I’m not big on the short story form. Outside the Nero Wolfe short story collections, I could count on one hand the number of short stories I’ve read in the past 5-10 years. Lately, there’s been a decent number of my favorite Urban Fantasy writers contributing to short story collections–usually on a theme, and usually using characters I really want to read about. But being short fiction, and being surrounded by stories about characters I don’t care about/don’t know/don’t have time to get to know even if I wanted to, I don’t get around to getting my hands on them.
From what I can tell, that’s resulted in me missing some interesting stuff–even the start of a series I’m invested in (maybe more than one, come to think of it, but I’m not going to double check now).
Which is a whole lotta rambling set up to saying why I was very happy to hear that Jim Butcher was going to release a collection of previously published and new Harry Dresden stories. And even happier to get my hands on it last week.
Being short works of fiction, basically every story was this–some sort of problem, Harry investigating rather quickly and then moving right on to the fireworks, usually dazzlingly so. Wham, blam-o, thank you, sir. Each of them also tended to focus on at least one member of the supporting cast in a way we don’t get enough of in the novels. I really appreciated getting to spend a little time with each of these people in this setting.
It was, admittedly, a mixed-bag. The first story, “Restoration of Faith,” was the first Dresden story, and it’s clearly that. There’s a lot to our favorite wizard PI that is recognizable here, and a lot that get’s tossed before Storm Front. A fun read, but I’m glad Butcher tweaked things the way he did.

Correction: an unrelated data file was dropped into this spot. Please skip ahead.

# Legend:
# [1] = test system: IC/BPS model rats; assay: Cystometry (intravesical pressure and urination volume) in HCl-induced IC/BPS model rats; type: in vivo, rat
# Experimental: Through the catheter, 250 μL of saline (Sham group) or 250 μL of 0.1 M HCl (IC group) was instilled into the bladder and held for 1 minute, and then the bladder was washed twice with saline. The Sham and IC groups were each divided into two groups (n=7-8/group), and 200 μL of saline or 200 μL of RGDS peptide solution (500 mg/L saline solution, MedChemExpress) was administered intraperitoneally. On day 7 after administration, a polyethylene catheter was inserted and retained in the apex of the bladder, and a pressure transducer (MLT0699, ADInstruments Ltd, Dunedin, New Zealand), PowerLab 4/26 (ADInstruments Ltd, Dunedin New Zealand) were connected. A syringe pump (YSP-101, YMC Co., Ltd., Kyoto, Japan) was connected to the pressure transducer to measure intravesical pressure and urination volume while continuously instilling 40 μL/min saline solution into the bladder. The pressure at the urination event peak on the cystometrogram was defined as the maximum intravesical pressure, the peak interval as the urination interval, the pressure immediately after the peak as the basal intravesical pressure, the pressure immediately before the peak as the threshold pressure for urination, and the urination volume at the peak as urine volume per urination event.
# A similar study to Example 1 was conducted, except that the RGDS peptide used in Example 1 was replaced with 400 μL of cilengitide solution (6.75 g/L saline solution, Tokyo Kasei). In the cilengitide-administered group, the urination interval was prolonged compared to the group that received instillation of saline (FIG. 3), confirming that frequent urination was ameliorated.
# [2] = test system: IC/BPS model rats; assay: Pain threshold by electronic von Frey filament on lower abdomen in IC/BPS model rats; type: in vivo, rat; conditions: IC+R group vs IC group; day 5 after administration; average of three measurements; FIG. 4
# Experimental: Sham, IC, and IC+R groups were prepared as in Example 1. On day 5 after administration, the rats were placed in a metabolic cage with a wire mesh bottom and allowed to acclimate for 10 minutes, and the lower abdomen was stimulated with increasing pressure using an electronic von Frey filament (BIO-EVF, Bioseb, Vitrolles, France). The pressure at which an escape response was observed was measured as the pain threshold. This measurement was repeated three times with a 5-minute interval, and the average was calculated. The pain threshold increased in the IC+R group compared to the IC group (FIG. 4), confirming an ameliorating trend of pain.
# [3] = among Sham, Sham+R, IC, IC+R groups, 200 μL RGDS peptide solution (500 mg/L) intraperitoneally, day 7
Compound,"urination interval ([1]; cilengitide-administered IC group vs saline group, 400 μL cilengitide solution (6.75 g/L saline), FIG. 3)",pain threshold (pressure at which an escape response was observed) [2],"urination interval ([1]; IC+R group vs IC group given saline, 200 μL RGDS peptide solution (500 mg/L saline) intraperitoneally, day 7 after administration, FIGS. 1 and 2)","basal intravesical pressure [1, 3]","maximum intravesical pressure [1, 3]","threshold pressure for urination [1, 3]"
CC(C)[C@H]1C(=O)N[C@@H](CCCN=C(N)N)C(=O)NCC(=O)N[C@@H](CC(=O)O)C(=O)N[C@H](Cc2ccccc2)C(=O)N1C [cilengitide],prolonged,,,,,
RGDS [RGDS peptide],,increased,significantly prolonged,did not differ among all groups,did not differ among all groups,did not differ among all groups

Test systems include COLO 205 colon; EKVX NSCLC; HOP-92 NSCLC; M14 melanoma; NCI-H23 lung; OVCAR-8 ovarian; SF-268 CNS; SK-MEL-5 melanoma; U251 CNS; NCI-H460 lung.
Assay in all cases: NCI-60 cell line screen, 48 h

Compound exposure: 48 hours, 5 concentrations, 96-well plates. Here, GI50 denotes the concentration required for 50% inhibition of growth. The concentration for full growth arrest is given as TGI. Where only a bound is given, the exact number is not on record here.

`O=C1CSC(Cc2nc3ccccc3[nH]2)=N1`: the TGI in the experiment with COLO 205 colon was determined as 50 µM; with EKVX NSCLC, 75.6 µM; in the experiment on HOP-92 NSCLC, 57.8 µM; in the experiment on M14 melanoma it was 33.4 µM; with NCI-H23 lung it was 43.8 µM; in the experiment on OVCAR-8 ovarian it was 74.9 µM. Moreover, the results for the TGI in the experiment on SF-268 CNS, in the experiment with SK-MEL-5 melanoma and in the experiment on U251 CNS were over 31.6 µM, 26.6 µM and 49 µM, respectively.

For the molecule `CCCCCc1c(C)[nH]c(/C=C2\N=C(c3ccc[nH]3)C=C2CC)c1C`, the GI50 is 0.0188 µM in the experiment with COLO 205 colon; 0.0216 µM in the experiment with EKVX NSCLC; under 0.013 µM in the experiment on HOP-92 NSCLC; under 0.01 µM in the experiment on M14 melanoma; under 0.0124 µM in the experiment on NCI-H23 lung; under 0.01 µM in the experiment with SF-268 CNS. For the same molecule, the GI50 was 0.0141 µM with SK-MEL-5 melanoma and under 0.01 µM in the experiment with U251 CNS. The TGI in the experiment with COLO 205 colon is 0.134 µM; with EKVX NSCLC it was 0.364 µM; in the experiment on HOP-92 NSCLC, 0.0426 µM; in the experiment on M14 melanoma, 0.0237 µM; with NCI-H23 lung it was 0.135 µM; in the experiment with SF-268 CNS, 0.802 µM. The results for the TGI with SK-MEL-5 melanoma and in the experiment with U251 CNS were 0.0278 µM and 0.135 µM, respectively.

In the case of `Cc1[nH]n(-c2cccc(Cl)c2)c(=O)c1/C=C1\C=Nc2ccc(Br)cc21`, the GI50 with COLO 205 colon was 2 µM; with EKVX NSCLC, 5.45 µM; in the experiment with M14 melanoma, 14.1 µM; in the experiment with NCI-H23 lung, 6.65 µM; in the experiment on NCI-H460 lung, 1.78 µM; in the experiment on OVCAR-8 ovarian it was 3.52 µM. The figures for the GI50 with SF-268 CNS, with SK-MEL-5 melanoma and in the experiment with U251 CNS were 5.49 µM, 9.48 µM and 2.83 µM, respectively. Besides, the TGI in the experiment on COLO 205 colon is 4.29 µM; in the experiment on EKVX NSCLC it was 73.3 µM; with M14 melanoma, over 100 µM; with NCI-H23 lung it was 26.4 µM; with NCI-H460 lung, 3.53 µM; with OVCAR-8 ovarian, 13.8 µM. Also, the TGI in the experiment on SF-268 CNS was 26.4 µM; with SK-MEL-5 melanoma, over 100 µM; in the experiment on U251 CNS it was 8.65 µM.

The rest were better executed–mostly because Butcher’s grown a lot as a writer since then, all were good reads, some better than others.
A couple of other stand-outs for me were the lighter, “Day Off” about Harry’s fruitless quest for a quiet, relaxing day; “The Warrior” in which we get to see post-Small Favor Michael in action–even if it was a tad preachy, Butcher pulled it off, and I was so, so glad to see Michael like this; and “Love Hurts,” which is the kind of story we’ve seen/read countless times about what happens when two will-they/won’t-they friends fall under a spell/temporary delusion/whatever and fall madly, temporarily in love–it’s been done a lot, frequently poorly, but not here.
“Love Hurts” was also a perfect set-up to the novelette Aftermath, which starts up hours after the jaw-dropping/rage-inducing last page of Changes and was, for me, worth the purchase price. If I’d remembered that this was going to be at the end of this collection, I’d have finished the thing in one setting, rather than over a period of days. Great, great story, both for the plot/characters itself, and for what Butcher shows us about how these characters will act without the man in the duster around. Loved it.
Now, this hasn’t convinced me to get these other collections I mentioned earlier–but I just now have hope that some of my other favorite authors will get in gear and publish collections like this one.